The procedure involved writing to the Foreign Affairs department, supplying details of all the interviews I had planned, and who my interviewees were. Those organisations had to confirm my request on their letterhead. My proposal was then vetted by the ‘Clearing House’ committee, which meets weekly and has representatives from major Indonesian government departments, including the army and national police.
Until recently, applications from foreign journalists were almost universally rejected at this stage. To my surprise, my pitch was accepted, on the condition that I agree to take a member of the Indonesian secret services on the trip with me.
I was the first foreign reporter (excluding travel writers) to be given entry for about 12 months, and the first Australian for significantly longer. Soon afterwards, I travelled to West Papua’s capital, Jayapura, then Wamena – in the stunningly beautiful central highlands, and Timika – the ugly town closest to the phenomenally wealthy Freeport gold mine.
I interviewed a dozen or more people living with AIDS, met a small child who died a couple of weeks later from AIDS-related TB, visited health clinics and quizzed NGOs.
Meanwhile, at night and in secret, I located and interviewed the father of the boy who had died in a lonely student boarding house after being taken to Jakarta by intermediaries. I met a mother who had resisted her children being taken, and tracked down a young man who himself had been trafficked.
Back in Jakarta, I started seeking comments on the story, and received threats of death and deportation, prompting a significant security upgrade to my office.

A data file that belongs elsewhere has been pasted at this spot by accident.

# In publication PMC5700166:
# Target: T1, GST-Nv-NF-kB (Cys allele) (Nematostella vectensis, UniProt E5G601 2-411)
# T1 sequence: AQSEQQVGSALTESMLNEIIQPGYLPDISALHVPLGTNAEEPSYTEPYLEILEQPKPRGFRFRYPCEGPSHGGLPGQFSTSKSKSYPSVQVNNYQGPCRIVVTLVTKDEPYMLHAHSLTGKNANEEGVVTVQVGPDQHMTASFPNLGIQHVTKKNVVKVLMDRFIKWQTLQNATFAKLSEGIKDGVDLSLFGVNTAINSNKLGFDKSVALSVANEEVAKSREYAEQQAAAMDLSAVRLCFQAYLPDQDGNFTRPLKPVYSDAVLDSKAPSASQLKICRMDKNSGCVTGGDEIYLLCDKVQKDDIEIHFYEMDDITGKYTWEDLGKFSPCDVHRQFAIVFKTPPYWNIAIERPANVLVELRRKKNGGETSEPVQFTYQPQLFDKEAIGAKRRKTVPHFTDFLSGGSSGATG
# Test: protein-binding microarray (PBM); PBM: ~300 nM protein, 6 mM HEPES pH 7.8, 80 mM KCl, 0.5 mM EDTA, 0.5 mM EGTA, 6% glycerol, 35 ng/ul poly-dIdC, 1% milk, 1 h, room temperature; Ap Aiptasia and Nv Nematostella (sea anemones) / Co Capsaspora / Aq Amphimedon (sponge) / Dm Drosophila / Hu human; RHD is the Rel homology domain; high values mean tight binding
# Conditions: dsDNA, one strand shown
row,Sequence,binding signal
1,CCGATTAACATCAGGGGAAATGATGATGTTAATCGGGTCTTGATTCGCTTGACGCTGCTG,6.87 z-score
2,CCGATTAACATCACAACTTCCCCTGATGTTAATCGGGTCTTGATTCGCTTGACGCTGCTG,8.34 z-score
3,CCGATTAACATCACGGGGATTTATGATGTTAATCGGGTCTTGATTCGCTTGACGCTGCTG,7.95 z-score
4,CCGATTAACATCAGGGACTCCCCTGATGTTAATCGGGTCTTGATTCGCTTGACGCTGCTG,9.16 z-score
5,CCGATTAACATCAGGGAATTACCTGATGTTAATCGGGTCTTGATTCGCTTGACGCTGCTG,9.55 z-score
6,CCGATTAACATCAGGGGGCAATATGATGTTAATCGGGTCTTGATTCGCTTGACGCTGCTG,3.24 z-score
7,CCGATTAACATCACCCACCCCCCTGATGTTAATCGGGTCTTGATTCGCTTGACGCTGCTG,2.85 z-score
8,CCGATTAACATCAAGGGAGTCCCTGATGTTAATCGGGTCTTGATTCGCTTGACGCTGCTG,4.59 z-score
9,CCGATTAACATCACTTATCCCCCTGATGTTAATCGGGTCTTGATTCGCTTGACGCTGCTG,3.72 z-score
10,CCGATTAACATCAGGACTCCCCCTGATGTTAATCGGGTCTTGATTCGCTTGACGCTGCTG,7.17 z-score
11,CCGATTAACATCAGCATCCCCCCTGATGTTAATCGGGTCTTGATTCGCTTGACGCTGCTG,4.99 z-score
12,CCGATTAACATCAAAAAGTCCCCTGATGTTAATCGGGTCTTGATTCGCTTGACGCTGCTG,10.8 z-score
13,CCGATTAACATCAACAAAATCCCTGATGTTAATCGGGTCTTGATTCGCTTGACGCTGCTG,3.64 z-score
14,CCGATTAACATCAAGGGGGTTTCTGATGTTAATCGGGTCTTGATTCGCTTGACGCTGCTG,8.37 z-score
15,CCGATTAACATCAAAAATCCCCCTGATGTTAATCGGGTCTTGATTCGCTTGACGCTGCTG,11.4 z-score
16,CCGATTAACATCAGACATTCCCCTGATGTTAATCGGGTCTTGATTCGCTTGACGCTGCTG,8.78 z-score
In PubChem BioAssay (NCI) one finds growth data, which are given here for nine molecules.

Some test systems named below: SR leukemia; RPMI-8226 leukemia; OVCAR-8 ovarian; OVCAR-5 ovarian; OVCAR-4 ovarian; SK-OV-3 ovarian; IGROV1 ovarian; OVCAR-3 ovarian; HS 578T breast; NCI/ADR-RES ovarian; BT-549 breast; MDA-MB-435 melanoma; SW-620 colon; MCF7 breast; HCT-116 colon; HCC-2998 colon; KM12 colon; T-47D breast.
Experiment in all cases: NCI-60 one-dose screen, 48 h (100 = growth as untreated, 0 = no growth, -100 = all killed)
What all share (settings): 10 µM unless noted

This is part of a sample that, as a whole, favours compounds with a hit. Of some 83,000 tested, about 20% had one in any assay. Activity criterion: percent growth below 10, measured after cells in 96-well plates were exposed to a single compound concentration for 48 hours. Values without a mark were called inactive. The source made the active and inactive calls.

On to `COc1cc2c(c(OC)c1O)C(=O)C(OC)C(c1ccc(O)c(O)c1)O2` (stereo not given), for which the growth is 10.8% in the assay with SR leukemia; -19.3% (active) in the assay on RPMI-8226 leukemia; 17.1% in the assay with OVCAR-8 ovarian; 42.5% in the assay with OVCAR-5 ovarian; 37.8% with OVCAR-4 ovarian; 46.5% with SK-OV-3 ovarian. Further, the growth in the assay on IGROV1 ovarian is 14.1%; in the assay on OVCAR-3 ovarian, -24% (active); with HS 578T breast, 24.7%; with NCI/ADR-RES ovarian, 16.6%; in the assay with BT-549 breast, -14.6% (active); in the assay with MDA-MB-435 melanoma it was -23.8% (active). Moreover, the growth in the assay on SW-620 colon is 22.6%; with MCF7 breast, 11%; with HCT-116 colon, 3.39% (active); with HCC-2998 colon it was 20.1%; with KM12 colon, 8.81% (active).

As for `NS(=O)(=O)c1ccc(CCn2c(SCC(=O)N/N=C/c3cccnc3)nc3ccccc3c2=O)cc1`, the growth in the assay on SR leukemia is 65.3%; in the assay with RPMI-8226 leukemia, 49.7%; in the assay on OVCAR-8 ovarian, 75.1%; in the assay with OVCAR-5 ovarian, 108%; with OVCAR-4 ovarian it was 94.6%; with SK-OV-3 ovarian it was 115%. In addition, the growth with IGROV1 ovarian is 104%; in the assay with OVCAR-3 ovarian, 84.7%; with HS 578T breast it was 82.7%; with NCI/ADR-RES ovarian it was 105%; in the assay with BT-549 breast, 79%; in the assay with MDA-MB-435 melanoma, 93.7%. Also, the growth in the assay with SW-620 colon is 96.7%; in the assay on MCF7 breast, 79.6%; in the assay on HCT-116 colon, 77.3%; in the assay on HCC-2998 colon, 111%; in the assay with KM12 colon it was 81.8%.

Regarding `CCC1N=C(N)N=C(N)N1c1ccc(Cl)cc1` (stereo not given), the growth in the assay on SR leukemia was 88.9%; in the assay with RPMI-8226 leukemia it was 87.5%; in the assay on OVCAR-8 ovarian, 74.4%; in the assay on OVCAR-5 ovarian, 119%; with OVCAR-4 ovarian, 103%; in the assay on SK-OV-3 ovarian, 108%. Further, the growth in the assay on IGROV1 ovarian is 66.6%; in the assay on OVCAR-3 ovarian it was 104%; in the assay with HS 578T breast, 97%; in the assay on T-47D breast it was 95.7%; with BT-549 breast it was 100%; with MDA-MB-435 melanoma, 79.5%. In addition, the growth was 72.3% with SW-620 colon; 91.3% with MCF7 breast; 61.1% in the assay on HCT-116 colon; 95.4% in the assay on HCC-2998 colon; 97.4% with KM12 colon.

After publication, the story was quickly translated into Bahasa Indonesia and prompted an electric response in West Papua and from activists around the world. In Jakarta, the president was asked about, and denied, government involvement, and the national human rights organisation Komnas HAM launched a preliminary investigation – since abandoned due to internal political pressure.
But there have been no ongoing ramifications of my trip for either my subjects or me.
Since I went, though, AAP’s Karlis Salna and SBS’s Mark Davis – who has previously reported from the region by stealth over a long period, and not in terms flattering to the Indonesian government – have also gained permission, and both have explored the controversial separatist movement. This suggests the Indonesian government finally may be living up to its repeated promises to ease restrictions.
I hope the Indonesian government sees that these stories have not caused the sky to fall in, because only then will they open up West Papua. Then perhaps, reporting there can become just like any other part of my job.
Michael Bachelard is Indonesia correspondent for The Age and The Sydney Morning Herald. Follow Michael on Twitter.